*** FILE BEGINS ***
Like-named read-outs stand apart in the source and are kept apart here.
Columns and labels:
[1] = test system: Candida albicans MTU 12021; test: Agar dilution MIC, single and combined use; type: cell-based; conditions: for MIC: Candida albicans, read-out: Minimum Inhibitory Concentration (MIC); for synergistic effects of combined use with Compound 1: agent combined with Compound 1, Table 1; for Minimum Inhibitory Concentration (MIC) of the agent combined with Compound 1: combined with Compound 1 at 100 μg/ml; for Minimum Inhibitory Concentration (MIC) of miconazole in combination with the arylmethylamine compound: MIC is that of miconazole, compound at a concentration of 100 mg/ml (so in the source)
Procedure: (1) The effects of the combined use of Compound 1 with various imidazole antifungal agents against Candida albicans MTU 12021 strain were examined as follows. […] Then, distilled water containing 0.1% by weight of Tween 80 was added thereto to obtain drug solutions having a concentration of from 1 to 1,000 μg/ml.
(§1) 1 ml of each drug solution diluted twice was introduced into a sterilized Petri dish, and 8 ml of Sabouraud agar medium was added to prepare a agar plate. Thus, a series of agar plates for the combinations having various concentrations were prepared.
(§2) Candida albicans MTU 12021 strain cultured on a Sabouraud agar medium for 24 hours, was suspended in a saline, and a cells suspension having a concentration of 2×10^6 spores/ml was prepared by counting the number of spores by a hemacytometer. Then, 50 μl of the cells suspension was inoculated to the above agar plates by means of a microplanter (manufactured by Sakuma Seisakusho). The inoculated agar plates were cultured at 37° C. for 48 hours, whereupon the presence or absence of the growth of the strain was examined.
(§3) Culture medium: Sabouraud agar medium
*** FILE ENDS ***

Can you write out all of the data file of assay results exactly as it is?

Like-named read-outs stand apart in the source and are kept apart here.
Columns and labels:
[1] = test system: Candida albicans MTU 12021; test: Agar dilution MIC, single and combined use; type: cell-based; conditions: for MIC: Candida albicans, read-out: Minimum Inhibitory Concentration (MIC); for synergistic effects of combined use with Compound 1: agent combined with Compound 1, Table 1; for Minimum Inhibitory Concentration (MIC) of the agent combined with Compound 1: combined with Compound 1 at 100 μg/ml; for Minimum Inhibitory Concentration (MIC) of miconazole in combination with the arylmethylamine compound: MIC is that of miconazole, compound at a concentration of 100 mg/ml (so in the source)
Procedure: (1) The effects of the combined use of Compound 1 with various imidazole antifungal agents against Candida albicans MTU 12021 strain were examined as follows. […] Then, distilled water containing 0.1% by weight of Tween 80 was added thereto to obtain drug solutions having a concentration of from 1 to 1,000 μg/ml.
(§1) 1 ml of each drug solution diluted twice was introduced into a sterilized Petri dish, and 8 ml of Sabouraud agar medium was added to prepare a agar plate. Thus, a series of agar plates for the combinations having various concentrations were prepared.
(§2) Candida albicans MTU 12021 strain cultured on a Sabouraud agar medium for 24 hours, was suspended in a saline, and a cells suspension having a concentration of 2×10^6 spores/ml was prepared by counting the number of spores by a hemacytometer. Then, 50 μl of the cells suspension was inoculated to the above agar plates by means of a microplanter (manufactured by Sakuma Seisakusho). The inoculated agar plates were cultured at 37° C. for 48 hours, whereupon the presence or absence of the growth of the strain was examined.
(§3) Culture medium: Sabouraud agar medium